How To Make Your Favorite Recipes More IBS-Friendly
We’ve probably all been there: you see a recipe that looks delicious. You get excited, decide to test it out. And then you see the list of ingredients and realize that it would never work for your IBS.
I’m not a great cook (at all), but I have become quite good at taking almost any recipe and making it a bit more IBS-friendly with a couple of tricks.
Remove onions and garlic
The major enemies of my IBS that are included in almost all recipes are onions and garlic. Both make me feel bloated, both trigger pain and discomfort. So, I suggest just cutting them out.
To replace the flavor, I tend to add a bit more seasoning like pepper or herbs that might go with the recipe.
Choose your cheese wisely
Tons of recipes include cheese. However, my digestive system is pretty bad at digesting lactose, so that it can quickly become a problem. Depending on the quantity, it can cause anything from bloating to diarrhea.
Thankfully, it’s not necessary to cut cheese out of every recipe you make. Just check what kind of cheese is required and replace it with something safer where needed.
For example, goat cheese is much more difficult to digest than camembert which barely contains any lactose. I suggest checking online which cheeses are safe for lactose-intolerant people to give you an idea!
By switching out the cheese in a recipe, you give it a slightly different taste, but it’s not any less delicious.
Choose vegan options
Another way to replace cheese, milk, or cream in a recipe is to opt for a vegan alternative. I’ve tried vegan cheese a couple of times and was able to digest it okay.
However, my favorite replacements are soy milk instead of cream and almond milk instead of milk (to get a similar consistency). I love both of them much more than milk, so this only enhances recipes in my opinion!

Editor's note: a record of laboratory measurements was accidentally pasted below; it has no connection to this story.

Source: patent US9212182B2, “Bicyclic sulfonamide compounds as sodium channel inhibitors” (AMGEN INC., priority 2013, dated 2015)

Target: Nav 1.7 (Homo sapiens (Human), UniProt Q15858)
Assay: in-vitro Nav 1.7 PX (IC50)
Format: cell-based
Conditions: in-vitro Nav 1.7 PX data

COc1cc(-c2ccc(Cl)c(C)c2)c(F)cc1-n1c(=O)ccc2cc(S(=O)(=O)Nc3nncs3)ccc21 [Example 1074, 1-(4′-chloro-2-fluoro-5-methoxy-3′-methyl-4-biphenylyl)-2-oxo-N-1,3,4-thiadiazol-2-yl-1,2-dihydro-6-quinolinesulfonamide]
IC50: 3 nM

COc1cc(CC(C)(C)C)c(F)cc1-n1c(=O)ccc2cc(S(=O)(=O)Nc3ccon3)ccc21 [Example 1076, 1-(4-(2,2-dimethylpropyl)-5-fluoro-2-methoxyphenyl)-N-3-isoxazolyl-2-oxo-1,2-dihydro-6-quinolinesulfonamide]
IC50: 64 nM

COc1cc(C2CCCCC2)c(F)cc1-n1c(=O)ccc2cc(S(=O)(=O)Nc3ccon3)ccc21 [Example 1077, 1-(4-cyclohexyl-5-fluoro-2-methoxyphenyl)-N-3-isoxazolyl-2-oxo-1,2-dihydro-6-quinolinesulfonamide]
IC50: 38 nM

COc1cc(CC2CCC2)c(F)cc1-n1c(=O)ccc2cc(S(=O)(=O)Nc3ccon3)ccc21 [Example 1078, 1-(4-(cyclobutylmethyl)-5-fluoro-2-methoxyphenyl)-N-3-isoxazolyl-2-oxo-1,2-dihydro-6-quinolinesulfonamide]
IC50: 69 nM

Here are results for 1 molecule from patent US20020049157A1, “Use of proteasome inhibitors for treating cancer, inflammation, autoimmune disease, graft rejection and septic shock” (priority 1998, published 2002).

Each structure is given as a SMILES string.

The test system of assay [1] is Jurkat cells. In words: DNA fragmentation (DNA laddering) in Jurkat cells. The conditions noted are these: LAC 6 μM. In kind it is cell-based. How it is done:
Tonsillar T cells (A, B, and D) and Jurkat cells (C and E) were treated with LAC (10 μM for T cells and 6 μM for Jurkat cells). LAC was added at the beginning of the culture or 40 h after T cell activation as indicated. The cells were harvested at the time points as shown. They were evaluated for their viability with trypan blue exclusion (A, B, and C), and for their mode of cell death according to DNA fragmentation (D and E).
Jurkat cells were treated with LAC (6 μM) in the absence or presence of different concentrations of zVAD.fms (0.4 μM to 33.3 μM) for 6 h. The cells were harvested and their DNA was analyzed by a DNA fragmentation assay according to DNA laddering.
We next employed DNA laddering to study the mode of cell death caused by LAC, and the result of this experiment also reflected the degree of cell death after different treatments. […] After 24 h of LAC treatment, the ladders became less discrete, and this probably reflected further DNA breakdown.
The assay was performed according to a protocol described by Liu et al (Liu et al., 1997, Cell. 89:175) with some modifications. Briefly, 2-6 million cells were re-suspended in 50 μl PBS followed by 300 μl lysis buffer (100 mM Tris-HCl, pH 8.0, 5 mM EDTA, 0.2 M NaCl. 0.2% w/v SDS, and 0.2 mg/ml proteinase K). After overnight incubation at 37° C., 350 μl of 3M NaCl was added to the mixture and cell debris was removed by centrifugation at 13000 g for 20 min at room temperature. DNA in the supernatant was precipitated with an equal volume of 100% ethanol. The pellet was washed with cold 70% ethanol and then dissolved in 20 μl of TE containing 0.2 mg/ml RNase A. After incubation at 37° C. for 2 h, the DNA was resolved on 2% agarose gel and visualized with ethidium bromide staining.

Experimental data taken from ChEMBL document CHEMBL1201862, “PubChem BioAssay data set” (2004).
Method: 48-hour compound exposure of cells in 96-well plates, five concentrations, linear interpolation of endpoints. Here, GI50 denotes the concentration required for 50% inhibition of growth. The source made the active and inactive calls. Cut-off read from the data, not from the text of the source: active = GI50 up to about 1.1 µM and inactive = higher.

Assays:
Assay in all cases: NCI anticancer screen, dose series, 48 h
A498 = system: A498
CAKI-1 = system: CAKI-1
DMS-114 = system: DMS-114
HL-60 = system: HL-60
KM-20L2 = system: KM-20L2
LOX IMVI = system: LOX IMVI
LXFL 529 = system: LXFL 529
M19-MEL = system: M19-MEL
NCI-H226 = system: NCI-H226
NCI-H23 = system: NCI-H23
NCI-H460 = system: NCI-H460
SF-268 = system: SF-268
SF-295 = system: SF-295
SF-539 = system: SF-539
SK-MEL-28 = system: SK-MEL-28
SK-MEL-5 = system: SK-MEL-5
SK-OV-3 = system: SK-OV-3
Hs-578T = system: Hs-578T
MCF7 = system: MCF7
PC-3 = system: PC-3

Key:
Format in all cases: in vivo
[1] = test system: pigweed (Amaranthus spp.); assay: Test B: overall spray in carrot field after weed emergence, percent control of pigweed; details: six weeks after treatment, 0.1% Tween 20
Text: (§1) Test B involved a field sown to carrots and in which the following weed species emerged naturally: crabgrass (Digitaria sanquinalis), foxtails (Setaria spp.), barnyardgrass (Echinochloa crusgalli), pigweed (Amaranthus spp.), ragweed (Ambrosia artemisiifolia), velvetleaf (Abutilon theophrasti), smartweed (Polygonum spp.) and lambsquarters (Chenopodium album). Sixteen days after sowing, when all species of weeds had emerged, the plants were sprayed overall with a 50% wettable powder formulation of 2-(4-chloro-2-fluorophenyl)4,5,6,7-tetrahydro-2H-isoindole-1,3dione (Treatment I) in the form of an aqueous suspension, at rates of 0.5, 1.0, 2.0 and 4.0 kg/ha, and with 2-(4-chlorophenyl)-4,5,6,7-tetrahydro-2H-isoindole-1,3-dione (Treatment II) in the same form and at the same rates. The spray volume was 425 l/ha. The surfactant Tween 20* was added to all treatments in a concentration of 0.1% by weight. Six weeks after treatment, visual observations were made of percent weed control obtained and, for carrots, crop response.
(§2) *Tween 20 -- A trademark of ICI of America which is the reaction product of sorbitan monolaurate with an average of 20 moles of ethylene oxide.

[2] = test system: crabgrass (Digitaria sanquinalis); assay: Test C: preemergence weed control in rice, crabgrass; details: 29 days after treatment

Soy milk and almond milk are both okay with my IBS and don’t cause any harsh symptoms.
Paprika instead of chili
Spicy foods are terrible for my IBS. So, whenever I see that a recipe requires chili powder, I simply replace it with mild paprika. Not only is the color similar, but I also find that the taste works quite well.
If you love spicy foods, this might be an issue for you. But I always find that it’s worth it in order to reduce the risk of an IBS flare!
On that note, I also tend to avoid curry and replace it with any other spice that doesn’t trigger my IBS.
Not all fruits are equal
If you’re making dessert and are require to put fruit in it, think twice before doing so. Not that fruit is generally bad (it’s not), but not all fruits are equal! Kiwis, plums, and similar fruits may lead to diarrhea, while berries work perfectly well for my specific IBS.
Whenever I need to use fruit for a recipe, I’ll usually go for berries, no matter what it originally says. Or bananas, which are also fine.
It all depends on the fruits that work for you! Just pick safe ones to make your dessert much more IBS-friendly.
Reduce the amount of tomato sauce
One of my biggest trigger foods must be tomato sauce. So, whenever I see that a recipe requires it, I tend to replace at least half of the tomato sauce with soy milk.
Sure, it’s not the same color or consistency. But it allows me to keep the illusion of tomato sauce while cutting the flare-up risk in half. Maybe you have a better replacement idea? I’d love to hear it!
By making all these adjustments to my recipes, I am usually able to eat “normal” food and not get sick afterward. I’ve been doing that for so long that I actually genuinely prefer my own versions of the recipes now!
I hope that you found these tips helpful, or that they at least gave you a couple of replacement ideas for your next meals. :)
Which time of day is worse for your IBS symptoms?